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Hardware

A Keyboard Vacuum that Sucks? 48

ewhac writes "Recently, on a whim, I bought one of those tiny little battery-powered vacuums, pitched as effective in cleaning the schmutz out of your keyboard. After trying it out, I found out that it sucks. Or rather, it doesn't suck. Er... It fails to remove the aforementioned schmutz. This came as little surprise to me, since there's obviously an upper limit to the volume of air you can move with a pair of AA batteries. But I suddenly became curious as to whether an effective "keyboard vac" exists at all. So I thought I'd ask here: Has anyone encountered an effective, small hand-held vacuum that doesn't suck? ...er, does suck? Sucks well? Whatever..."
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A Keyboard Vacuum that Sucks?

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  • Can't you use a regular vacuum cleaner? All the computers I use are in locations where vacuum cleaners are also found.
  • Back when I worked for my HS as a computer tech, we had this vacuum cleaner that had bi-directional air feeds, and also a nozzle addon that had the perfect diameter for cleaning keyboards. I forget the name of it, but it was about 1.5' tall x 7" diameter (shaped like a cylinder) and could clean a KB w/o too much problems. However, for those deep-seated pubes and coke/coffee stains, your gonna have to get a little nasty and start taking buttons off.
  • This is both environmentally sound, economical and low tech. Most of you have used these. They are filled with compressed air. However once they are empty you can recycle them, you will need to flush out the last of the old air by heating them up. Just keep the release button held down has you heat them, you create a vacuum inside as they cool. Just pop them in the oven at 350 centigrade. Remember to hold down the button with your finger.

    • keep the release button held down has you heat them ...just pop them in the oven at 350 centigrade... hold down the button with your finger

      You bastard ... I have now lost the use of my right hand and arm and am now scarred for life.
  • I just wash my keyboard every month or so - unscrew it (or unclip, depending on the case), remove electronics and membrane, place in bath tub or shower cubical, switch water supply to hot and leave for a few minutes. Then shake it about a bit whilst wrapped in a towel, and reassemble. It's worked for me for the last 4 years or so...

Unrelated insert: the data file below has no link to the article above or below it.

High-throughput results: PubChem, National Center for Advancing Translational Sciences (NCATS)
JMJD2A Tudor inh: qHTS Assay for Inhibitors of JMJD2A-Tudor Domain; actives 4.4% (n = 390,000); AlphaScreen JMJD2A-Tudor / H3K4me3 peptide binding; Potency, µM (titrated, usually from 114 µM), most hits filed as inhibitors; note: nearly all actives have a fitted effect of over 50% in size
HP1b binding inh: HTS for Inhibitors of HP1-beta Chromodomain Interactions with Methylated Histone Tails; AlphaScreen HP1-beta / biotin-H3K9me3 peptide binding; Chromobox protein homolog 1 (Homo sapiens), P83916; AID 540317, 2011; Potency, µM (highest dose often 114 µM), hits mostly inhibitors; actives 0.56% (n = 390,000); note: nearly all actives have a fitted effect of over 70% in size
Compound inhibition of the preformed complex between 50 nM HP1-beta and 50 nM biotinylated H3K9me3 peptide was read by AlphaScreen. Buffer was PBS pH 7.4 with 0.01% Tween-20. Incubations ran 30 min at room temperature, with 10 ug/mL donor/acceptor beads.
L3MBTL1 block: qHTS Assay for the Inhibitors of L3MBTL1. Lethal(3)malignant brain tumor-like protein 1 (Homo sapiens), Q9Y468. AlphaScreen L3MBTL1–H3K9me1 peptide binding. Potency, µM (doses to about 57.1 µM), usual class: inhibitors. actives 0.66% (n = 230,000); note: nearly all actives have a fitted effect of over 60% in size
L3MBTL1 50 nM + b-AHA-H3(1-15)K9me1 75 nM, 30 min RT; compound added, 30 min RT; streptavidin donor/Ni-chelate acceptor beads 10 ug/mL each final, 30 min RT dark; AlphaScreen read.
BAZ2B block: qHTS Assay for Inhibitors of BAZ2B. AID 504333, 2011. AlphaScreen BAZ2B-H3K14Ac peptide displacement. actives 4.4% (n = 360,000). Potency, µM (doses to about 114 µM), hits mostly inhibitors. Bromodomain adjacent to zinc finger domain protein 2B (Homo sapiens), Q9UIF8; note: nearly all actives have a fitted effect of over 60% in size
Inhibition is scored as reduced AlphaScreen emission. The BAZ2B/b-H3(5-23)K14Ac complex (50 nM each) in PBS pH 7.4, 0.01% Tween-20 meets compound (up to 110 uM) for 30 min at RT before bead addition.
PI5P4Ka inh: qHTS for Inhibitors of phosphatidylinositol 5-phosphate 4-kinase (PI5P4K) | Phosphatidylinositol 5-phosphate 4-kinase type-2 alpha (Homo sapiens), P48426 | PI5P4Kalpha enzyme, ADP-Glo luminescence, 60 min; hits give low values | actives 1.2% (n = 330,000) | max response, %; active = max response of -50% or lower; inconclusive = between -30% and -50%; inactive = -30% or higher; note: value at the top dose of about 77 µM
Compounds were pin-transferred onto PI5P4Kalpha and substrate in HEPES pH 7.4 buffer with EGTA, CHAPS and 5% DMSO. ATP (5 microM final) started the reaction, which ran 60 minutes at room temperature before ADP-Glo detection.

• Two easy steps without taking it apart: 1) Compressed air for the hair and fingernail clippings (what is that stuff?) under the keys. 2) Glass cleaner and a towel for getting the grime off the surface.
  • You can buy the Kirby G6 for $900 if you force the dealers down in price. Then get the small sucking attachment. The kirby is a heavy beast but it has a hand held attachment... I would almost be afraid of it sucking the keys out of a keyboard. Seriously... The sucker really sucks!
    • I can vouch for this. I have a Kirby G6. The little attachment can be used to suck as well as blow. It's designed to be used (when blowing) to inflate, er, well, inflatables (kiddy pools, inflatable kids' furniture, "plastic pals who are fun to be with"®), etc..

      ® A registered trademark of the Sirius Cybernetics Corporation. ;->

  • I don't know about the newer USB keyboards but I wouldn't think they are any different. With standard AT and PS/2 keyboards you can wrap the cord around them (tie it up so it doesn't fall into the spinner.) and send them through the dishwasher. Just make sure they are 100000% dry before using them again. I usually sling mine around for a few minutes and then sit mine near a window in the sun or put a fan on it for a day.
    • After attempting to cool my Athlon puter with mineral oil (I used baby oil and the whole thing smelled nice but didn't get cool nuff) I had all kinds of terrible problems due to a thin film inside all the connectors on the mobo. I couldn't for the life of me get them all cleaned by hand so as a last resort popped out the cmos battery and ran the sucker through the dishwasher with a non-abrasive detergent. Once I got 'er all dry everything ran great!!

      as to cruft in my keyboard, I have a nice old clicket-y IBM with the pop-off key covers (missing the darn left ctrl keycap) and one 'o em $200 3M vacuum cleaners with the fancy schmancy filters does it just fine.
      *
      • You are kidding, right?

        Man, you sound like my roommate...running his Athlon at 70 degC because he's too lazy to buy a decent heatsink.
        • Folks,
          LOTS of electronics are run through a dishwasher, only the call them "Circuit Board Cleaners" - My old boss refused to pay the money for a "Circut Board Cleaner" when he saw what it was - he went out and bought a Kitchenaid. Don't laugh, the USAF said "Good Enough"

          We used to run all our PWBs through there, right after the vapor degreaser

          On top of that, back when, I used to talk with a guy who worked for a keyboard Mfg - he said that they ran them through a dishwasher
    • I have even done this to fix keyboards that have had coffee spilled in them, with reasonable success. Two warnings though: 1) (This should be obvious) Don't use detergent. 2) Do not attempt this with one of the old-school IBM keyboards with the removable key covers, or you'll end up picking keys out of the dishwasher forever.
  • The place where I bought my vacuum (specialty vacuum store, small business) has a bunch of accessories, including extra-small brushes etc. that are great for keyboards, getting dust bunnies out from between the motherboard and the back of the case, etc.
  • by adolf ( 21054 ) <flodadolf@gmail.com> on Saturday March 23, 2002 @08:34PM (#3214515) Journal
    3M has a vacuum, as displayed on this page [mouser.com] from the Mouser Electronics [mouser.com] catalog [mouser.com].

    Costs a couple hundred bucks. 1 HP motor, has a filter that's supposed to be able to trap toner, and looks like it's got all sorts of exciting, elongated attachments for your sucking pleasure.

    However, like someone else here, I suggest putting the keyboard through the dishwasher. I tend to take the electronics out of mine first and just run the plastic (keycaps, chassis) through, but there's nothing particularly bad about water and keyboards, or any other modern electronics.